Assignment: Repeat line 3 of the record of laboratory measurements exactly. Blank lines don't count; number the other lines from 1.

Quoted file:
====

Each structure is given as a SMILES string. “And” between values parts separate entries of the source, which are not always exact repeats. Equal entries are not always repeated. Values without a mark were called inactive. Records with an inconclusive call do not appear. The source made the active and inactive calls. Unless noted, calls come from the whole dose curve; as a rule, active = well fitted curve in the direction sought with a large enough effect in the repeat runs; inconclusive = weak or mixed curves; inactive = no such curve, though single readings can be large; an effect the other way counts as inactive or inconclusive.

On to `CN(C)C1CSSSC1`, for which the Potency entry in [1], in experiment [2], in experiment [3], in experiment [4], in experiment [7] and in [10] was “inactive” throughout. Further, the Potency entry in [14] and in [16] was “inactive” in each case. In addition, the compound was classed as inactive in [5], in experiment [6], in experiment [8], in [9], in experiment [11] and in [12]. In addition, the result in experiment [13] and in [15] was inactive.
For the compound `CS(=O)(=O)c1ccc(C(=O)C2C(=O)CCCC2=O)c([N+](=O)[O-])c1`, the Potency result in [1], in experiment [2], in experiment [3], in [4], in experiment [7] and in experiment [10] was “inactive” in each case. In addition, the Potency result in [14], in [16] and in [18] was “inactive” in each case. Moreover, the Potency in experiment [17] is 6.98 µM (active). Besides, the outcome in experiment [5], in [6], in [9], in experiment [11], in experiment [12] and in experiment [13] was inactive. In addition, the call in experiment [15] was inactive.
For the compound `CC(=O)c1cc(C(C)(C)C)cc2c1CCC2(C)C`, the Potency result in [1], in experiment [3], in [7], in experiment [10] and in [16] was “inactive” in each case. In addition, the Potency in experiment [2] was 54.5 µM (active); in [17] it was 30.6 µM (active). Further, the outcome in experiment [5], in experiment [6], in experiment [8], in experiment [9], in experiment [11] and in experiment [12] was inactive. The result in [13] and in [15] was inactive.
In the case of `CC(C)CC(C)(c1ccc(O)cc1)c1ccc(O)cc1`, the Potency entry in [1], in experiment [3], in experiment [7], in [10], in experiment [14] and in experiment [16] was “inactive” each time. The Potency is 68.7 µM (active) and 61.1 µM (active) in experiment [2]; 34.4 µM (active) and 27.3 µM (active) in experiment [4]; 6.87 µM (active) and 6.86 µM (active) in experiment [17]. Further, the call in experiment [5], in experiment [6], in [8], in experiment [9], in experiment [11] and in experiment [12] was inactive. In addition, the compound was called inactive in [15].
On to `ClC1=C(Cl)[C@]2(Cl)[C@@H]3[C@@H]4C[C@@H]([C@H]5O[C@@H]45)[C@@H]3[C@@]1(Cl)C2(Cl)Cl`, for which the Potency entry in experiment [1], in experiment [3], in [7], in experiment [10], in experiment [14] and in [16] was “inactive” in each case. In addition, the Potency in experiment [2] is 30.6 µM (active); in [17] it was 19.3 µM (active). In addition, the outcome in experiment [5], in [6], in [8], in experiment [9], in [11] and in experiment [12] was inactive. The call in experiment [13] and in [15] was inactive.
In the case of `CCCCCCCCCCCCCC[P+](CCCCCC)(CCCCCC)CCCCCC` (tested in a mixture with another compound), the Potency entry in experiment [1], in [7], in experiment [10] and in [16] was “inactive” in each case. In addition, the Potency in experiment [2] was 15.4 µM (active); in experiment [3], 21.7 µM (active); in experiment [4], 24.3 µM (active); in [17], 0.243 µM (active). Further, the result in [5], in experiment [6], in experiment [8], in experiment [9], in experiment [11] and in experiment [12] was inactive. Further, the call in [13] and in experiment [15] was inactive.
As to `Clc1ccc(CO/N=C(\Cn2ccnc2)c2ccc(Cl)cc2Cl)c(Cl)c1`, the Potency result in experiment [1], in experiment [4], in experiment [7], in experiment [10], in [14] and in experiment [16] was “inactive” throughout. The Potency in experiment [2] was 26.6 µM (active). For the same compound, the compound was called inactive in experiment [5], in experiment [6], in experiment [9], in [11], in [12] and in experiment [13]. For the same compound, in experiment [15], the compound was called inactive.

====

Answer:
For the compound `CS(=O)(=O)c1ccc(C(=O)C2C(=O)CCCC2=O)c([N+](=O)[O-])c1`, the Potency result in [1], in experiment [2], in experiment [3], in [4], in experiment [7] and in experiment [10] was “inactive” in each case. In addition, the Potency result in [14], in [16] and in [18] was “inactive” in each case. Moreover, the Potency in experiment [17] is 6.98 µM (active). Besides, the outcome in experiment [5], in [6], in [9], in experiment [11], in experiment [12] and in experiment [13] was inactive. In addition, the call in experiment [15] was inactive.